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BMJ Open. 2017 Sep 7;7(9):e014509. doi: 10.1136/bmjopen-2016-014509.

Cost comparison of orthopaedic fracture pathways using discrete event simulation in a Glasgow hospital.

Author information

Department of Management Science, University of Strathclyde Business School, Glasgow, UK.
Department of Orthopaedic Surgery, Glasgow Royal Infirmary, Glasgow, UK.
Quality and Efficiency Support Team, Scottish Government, Glasgow, UK.



Healthcare faces the continual challenge of improving outcome while aiming to reduce cost. The aim of this study was to determine the micro cost differences of the Glasgow non-operative trauma virtual pathway in comparison to a traditional pathway.


Discrete event simulation was used to model and analyse cost and resource utilisation with an activity-based costing approach. Data for a full comparison before the process change was unavailable so we used a modelling approach, comparing a virtual fracture clinic (VFC) with a simulated traditional fracture clinic (TFC).


The orthopaedic unit VFC pathway pioneered at Glasgow Royal Infirmary has attracted significant attention and interest and is the focus of this cost study.


Our study focused exclusively on patients with non-operative trauma attending emergency department or the minor injuries unit and the subsequent step in the patient pathway. Retrospective studies of patient outcomes as a result of the protocol introductions for specific injuries are presented in association with activity costs from the models.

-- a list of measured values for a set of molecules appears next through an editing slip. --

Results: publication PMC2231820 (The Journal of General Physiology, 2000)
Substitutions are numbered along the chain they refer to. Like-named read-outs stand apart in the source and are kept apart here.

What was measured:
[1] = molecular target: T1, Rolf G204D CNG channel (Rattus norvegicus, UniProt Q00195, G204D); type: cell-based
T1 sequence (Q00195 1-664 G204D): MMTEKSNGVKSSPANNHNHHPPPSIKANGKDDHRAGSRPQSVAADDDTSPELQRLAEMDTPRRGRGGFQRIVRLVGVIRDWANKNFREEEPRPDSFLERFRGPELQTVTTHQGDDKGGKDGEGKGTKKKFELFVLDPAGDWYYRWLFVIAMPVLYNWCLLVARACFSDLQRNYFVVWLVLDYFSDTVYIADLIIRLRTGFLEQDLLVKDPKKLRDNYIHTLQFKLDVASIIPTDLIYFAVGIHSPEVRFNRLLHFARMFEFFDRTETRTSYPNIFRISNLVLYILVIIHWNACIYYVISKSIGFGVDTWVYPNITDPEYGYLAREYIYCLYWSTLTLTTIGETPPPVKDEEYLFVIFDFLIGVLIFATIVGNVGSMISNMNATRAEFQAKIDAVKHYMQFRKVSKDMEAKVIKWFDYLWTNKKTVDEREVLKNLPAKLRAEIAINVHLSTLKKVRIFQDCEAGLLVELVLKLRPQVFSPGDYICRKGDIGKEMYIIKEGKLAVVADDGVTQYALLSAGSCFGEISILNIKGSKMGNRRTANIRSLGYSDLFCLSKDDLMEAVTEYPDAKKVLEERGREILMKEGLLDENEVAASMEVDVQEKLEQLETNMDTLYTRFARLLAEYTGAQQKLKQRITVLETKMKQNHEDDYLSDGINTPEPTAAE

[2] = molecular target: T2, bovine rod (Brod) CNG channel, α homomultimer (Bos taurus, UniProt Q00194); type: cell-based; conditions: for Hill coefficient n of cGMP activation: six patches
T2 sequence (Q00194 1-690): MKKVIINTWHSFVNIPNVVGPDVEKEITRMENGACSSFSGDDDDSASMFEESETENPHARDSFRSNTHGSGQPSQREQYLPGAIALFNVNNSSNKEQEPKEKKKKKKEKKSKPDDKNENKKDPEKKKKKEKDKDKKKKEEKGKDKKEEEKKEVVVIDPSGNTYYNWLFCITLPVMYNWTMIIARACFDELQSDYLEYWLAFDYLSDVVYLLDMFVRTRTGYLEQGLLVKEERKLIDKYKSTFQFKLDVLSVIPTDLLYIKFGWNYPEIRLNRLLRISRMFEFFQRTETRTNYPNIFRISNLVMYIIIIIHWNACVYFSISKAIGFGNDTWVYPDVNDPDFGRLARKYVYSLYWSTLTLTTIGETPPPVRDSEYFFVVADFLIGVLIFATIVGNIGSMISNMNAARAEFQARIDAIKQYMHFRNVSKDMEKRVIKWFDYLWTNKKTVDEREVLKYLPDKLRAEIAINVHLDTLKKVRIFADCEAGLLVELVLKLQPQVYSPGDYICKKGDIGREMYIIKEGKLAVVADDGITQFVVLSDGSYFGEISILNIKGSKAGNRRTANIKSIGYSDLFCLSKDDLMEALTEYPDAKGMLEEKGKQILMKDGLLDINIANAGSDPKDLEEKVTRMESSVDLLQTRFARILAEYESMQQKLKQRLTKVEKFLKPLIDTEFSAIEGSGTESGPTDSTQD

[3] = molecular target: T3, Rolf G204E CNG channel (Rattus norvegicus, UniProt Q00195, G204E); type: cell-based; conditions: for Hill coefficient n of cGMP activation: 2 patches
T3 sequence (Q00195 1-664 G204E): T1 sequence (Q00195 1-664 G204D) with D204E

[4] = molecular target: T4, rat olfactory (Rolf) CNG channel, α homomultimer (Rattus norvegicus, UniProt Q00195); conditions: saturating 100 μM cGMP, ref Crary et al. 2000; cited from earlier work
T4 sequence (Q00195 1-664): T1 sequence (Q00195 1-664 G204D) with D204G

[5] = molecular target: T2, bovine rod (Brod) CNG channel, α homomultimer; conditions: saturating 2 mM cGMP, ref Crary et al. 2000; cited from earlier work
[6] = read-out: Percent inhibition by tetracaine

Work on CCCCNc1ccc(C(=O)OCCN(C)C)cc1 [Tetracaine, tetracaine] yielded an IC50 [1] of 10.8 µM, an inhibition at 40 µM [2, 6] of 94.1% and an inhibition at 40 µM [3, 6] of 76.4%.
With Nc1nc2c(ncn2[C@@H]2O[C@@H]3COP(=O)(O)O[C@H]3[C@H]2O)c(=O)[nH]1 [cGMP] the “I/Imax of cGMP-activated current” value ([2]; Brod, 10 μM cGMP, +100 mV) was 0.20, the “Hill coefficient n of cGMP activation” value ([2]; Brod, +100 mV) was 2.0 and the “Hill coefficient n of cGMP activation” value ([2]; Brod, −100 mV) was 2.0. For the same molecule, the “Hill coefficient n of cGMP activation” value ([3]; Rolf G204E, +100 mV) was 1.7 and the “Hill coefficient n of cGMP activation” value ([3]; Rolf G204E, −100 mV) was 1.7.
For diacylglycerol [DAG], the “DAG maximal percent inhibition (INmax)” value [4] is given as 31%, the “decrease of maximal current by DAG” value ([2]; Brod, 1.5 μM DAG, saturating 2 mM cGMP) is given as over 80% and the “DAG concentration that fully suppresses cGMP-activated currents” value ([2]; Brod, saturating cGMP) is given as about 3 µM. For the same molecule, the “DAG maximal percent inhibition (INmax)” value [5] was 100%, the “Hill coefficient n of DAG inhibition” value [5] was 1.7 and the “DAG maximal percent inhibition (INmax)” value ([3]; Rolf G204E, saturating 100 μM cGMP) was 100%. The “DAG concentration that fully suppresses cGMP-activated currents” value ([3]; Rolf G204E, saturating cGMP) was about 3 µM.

Patients are satisfied with the new pathway, the information provided and the outcome of their injuries (Evidence Level IV). There was a 65% reduction in the number of first outpatient face-to-face (f2f) attendances in orthopaedics. In the VFC pathway, the resources required per day were significantly lower for all staff groups (p≤0.001). The overall cost per patient of the VFC pathway was £22.84 (95% CI 21.74 to 23.92) per patient compared with £36.81 (95% CI 35.65 to 37.97) for the TFC pathway.


Our results give a clearer picture of the cost comparison of the virtual pathway over a wholly traditional f2f clinic system. The use of simulation-based stochastic costings in healthcare economic analysis has been limited to date, but this study provides evidence for adoption of this method as a basis for its application in other healthcare settings.


costs; fracture clinic; orthopaedics; outpatients; patient outcomes

[Indexed for MEDLINE]
Free PMC Article

Conflict of interest statement

Competing interests: LAR, PJJ and GHA are in receipt of an unrestricted grant from the Scottish Government, Quality and EfficiencySupport Team as part of the Whole system patient flow programme. DAM works for the Scottish Government which funded the research.

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